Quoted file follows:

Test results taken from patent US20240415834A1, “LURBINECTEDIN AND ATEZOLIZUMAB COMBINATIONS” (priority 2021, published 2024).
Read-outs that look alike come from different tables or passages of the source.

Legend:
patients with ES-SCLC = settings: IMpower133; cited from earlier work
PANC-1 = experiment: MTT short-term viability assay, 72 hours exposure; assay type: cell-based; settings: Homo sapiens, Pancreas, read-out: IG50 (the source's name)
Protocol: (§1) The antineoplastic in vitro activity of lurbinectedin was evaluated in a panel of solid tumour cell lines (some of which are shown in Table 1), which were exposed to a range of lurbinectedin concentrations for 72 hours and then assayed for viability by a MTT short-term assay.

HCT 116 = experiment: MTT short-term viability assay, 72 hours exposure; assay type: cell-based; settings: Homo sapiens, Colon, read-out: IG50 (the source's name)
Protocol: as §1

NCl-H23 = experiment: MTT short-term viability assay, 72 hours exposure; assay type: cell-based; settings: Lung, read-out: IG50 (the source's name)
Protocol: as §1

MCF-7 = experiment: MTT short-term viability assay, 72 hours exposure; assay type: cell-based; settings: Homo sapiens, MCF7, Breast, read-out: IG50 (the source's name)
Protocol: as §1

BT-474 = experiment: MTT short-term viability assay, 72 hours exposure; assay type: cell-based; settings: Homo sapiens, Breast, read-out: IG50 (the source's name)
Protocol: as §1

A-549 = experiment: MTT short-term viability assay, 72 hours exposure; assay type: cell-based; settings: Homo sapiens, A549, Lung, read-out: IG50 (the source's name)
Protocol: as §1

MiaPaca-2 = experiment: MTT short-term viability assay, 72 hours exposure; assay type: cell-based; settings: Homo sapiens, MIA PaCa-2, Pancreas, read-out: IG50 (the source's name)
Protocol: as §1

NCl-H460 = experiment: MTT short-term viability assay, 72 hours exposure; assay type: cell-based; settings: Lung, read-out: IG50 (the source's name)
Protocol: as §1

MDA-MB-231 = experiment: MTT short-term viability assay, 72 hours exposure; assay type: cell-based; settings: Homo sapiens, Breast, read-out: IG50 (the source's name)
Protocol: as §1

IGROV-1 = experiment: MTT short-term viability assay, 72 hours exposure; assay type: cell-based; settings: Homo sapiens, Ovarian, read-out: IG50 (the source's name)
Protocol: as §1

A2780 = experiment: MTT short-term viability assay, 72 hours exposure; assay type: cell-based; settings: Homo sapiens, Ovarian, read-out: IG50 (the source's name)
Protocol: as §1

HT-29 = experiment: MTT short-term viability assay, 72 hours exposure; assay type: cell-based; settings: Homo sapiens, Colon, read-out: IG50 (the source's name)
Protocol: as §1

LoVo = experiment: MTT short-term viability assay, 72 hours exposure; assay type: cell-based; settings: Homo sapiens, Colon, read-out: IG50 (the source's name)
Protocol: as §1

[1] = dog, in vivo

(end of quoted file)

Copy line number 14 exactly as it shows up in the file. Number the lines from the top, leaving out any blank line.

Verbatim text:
Protocol: as §1